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You're arguing from the corner, Mike, and it isn't convincing.
One can always make a tag soup work in a closed application.
The problem is across applications, the kinds of things that
arch forms were originally proposed for. Note that I am
saying "for any given problem in every case". In other
words, the concept of complete self-describing types
begins to break down if these types have to integrate
with more than one application. IOW, the concepts that
lead to the namespaces solutions only cover a subset of the
problems they are proposed for. Then they begin to
Identity is a good one to look at. A
thing has identity in and of itself, but once there
is more than one item, identity can only be derived,
that is, is emergent by process of identification.
That is why in one spec, identity is a native
property and in others, is described by the
term "identification". Newcomb brought this
up in a private email concerning topic maps
and merging issues. I quite agree with Steve.
From: Mike Champion [mailto:email@example.com]
9/27/2002 1:51:54 PM, "Bullard, Claude L (Len)" <firstname.lastname@example.org> wrote:
>I am beginning to believe that attempting to work
>with self-descriptive systems for any given problem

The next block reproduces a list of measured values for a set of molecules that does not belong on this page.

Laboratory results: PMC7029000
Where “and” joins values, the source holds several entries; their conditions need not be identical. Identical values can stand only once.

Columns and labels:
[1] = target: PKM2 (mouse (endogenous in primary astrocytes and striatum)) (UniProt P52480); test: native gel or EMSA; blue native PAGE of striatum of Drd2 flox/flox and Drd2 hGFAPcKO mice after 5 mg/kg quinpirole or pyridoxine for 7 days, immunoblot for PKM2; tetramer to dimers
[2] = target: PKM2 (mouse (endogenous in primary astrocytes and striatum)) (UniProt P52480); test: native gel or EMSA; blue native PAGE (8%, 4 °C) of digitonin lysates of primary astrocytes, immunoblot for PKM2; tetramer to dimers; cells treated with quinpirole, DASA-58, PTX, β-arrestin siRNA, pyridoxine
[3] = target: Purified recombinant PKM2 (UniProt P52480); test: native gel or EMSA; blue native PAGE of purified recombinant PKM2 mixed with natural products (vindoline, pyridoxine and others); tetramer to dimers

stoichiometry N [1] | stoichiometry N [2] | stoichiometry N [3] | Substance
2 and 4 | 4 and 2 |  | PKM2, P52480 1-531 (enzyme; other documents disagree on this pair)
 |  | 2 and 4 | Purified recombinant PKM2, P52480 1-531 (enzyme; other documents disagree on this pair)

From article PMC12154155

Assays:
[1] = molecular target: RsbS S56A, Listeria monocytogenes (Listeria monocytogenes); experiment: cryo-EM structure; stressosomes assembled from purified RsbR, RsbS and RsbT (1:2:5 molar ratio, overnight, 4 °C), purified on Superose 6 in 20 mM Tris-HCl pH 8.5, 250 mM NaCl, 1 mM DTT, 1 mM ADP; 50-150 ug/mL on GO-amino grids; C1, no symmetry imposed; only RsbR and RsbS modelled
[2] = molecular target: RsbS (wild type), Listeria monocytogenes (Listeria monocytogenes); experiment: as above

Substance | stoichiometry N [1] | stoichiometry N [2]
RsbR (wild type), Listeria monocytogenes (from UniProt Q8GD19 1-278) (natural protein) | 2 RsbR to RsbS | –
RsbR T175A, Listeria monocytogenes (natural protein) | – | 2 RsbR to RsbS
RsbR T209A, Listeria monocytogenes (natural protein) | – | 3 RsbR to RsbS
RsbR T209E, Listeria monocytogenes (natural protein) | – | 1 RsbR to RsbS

>in every case is a non-starter. Well-formedness
>simply isn't enough for interoperability; portability,
>yes, but not interoperability.
I'm not sure if I want to touch this mess, but RSS might
be considered a counter-example. Sheesh, the weblog syndicators
don't even seem to care much about well-formedness, just enough
syntax constraint to point everyone in more or less the same
direction. Still, NewsIsFree.com and a whole bunch of other
aggregators manage to do a decent job of extracting a reasonable
amount of meat from the tag soup.
This is, admittedly a REAL simple use case (they only look for
a small number of tags in a very flat XML hierarchy) but seems
to at least minimally prove the concept that well-formed XML
is more than a "non-starter." Getting those folks to agree
on a common schema is EMPRICALLY a non-starter :-)
(Apologies to Eric and others who have labored in that vineyard!).